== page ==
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Hackspace Access Control System
While the status-switch is nice, it does not help to actually get into a hackspace. For this you need some keys and with multiple people having access rights having a single key is quite annoying. While there are a few simple solutions they usually lack some desired features. Thus we decided to implement a digital access control system, that can open our doors.
As visible in the space map, there are multiple ways to get into our Hackspace. Let’s have a look at the main entrance for now. The first door is the building’s entrance downstairs. This is not yet handled by the access control system, since its not exclusively used by us and needs agreements with different people first.
Then in the second floor (not counting the ground level - the building has no first floor) there is a glass-door from the staircase to our front corridor. This door has been armed with a few sensors by us, a door opener as well as a bell button next to it. The corridor is also used as emergency exit from our neighbours, so the glass-door contains a panic lock. It will automatically unlock the door if somebody uses the inner doorhandle. We notice any door opening by the door using a small reed-contact and always know if the door is locked using a bolt-switch. This information is fed into our Grafana instance. If the door is not locked, it can be opened using a door opener (buzzer). Our access control system opens the door, if the bell button is pressed and the space is not closed. If it is closed, the bell button rings the bell instead. A small ws2812b LED inside of the bell button gives a hint about the current space status.
Next, there are two doors going from the corridor onto our main area. One going straight to the main area (AKA main-door) and one going via our conference room. The one going via the conference room is not yet upgraded, but the main-door has the same sensors as the glass-door, as well as the door opener and the bell button. Additionally it already had a keypad, which has been integrated into our access control system. This door also has a motor-lock (using an ABUS CFA1000).
Historically we used the status-switch, to change the space-status and a normal key to (un)lock the door. We are currently migrating away from the switch to a SSH based setup (and an Android app using our custom ssh interface) for changing the space-status. Then the door-lock will automatically (un)lock the space based upon the status provided via ssh. Once unlocked the door can be opened by our members using the keypad. Guests can ring the bell using the bell button instead. There is also an “Open House” mode, which is called “open+” by us. In this mode the bell button directly opens the door.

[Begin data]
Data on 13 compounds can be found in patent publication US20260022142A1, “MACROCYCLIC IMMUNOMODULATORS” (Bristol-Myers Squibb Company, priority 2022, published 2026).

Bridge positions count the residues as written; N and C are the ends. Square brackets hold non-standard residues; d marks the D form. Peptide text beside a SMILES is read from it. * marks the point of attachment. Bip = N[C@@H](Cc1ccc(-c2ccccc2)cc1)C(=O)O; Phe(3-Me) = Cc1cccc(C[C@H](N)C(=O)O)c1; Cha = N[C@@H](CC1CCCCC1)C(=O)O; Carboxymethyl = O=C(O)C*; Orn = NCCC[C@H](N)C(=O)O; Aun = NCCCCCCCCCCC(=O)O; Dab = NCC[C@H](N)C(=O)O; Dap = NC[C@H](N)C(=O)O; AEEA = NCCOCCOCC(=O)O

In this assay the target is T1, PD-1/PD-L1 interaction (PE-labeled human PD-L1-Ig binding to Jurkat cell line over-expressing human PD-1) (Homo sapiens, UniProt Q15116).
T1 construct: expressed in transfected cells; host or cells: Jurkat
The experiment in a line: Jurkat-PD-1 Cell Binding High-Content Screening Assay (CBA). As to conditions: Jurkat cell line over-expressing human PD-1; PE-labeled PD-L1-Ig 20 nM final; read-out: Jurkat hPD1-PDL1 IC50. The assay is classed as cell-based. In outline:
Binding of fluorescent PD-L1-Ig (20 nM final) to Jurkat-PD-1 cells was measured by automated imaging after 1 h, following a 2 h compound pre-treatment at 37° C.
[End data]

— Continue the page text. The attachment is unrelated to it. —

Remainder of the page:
Below you can see a diagram of all hardware implementing the above. The green boxes are related to the glass-door and the blue boxes to the main-door. The orange boxes relate to hardware on our main area. The red dashed line is a ws2812b bus provided by an attiny85 and provides status indications. The green dashed lines are GPIO handles. Note that those are slightly simplified, as they sometimes contain pull-ups/pull-downs, logic-level converters or even relays to control the actual hardware.
The handling of the GPIOs and other hardware components happens on a Raspberry Pi 2 running a (minimal) Debian and Debian kernel. The device tree has been modificated slightly, so that the kernel knows about the mcp23017 port expanders and the keypad.
Since there is no userspace support for DT overlays in the mainline/Debian
kernel so far; the standard DT blob must be modified instead. The one provided
by Debian’s kernel package can be made readable again using
dtc -I dtb -O dts
-o rpi.dts /path/to/rpi.dtb. Then we add our custom modifications from devicetree-additions.dts.
With that done the software from the github repository linked above can be used. It comes with multiple daemons:
|acs-abus-cfa1000-sensor||Send Bolt State of Abus CFA1000 to MQTT|
|acs-abus-cfa1000-setup||Setup Abus CFA1000 (use after power loss)|
|acs-gio-actor||Make output GPIO accessible from MQTT|
|acs-gpio-sensor||Make input GPIO accessible from MQTT|
|acs-i2c-led||Control LEDs connected to the attiny85|
|acs-keyboard||Handle for keypad device|
|acs-status-display||Handler for usb-serial display|
|acs-switch||Handler for status switch|
|acs-mqtt-fwd||Forward SSH data to MQTT|
|acs-doorctrl||Control ABUS CFA1000 based from SSH data|
|acs-main-door||Handler for main-door bell-button|
|acs-glass-door||Handler for glass-door bell-button|
On the RPi a new system user is created e.g. “keyholder”. For this user
the login shell is set to “acs-keyholder-interface”, which runs with
suid bit. It only supports a few commands (actually just “set-status”
and “set-next-status” at the moment). Apart from that you provide a
~/.ssh/authorized_keys in the usual format. Last but not least the user
information must be added to the user DB (usually
If you now try to set the state using
set-status open+ "Open 4 all!" the system will check the fingerprint of the
key, that did the ssh login and infer the user information from that generating
a few simple files in
/run/acs-state. These files are interpreted by
acs-mqtt-fwd and acs-doorctrl respectively.
If the deprecated status switch is used to change the status, the files in /run/acs-state are deleted.